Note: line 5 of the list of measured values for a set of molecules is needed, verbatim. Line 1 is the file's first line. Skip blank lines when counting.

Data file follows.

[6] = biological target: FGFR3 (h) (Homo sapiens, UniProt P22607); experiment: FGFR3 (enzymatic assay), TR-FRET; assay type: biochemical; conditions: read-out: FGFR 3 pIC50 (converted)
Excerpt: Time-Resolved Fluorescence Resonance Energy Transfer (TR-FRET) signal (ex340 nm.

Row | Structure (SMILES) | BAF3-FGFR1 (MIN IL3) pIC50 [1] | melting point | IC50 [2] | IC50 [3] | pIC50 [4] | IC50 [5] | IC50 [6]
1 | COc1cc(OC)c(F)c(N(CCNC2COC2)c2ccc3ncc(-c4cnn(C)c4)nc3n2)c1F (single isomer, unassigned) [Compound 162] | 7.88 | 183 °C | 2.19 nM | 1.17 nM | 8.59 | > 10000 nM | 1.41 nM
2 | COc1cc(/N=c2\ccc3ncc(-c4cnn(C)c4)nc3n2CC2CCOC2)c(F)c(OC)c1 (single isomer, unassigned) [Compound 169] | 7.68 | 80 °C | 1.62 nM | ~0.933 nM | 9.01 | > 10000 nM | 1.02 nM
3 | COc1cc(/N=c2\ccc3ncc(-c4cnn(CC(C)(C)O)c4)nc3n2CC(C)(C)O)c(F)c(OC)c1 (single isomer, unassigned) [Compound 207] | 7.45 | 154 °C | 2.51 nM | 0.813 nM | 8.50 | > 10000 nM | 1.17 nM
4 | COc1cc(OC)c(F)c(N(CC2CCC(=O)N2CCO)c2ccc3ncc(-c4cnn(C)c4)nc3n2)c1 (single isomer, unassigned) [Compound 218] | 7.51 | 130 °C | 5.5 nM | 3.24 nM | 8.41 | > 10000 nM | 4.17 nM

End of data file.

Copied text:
2 | COc1cc(/N=c2\ccc3ncc(-c4cnn(C)c4)nc3n2CC2CCOC2)c(F)c(OC)c1 (single isomer, unassigned) [Compound 169] | 7.68 | 80 °C | 1.62 nM | ~0.933 nM | 9.01 | > 10000 nM | 1.02 nM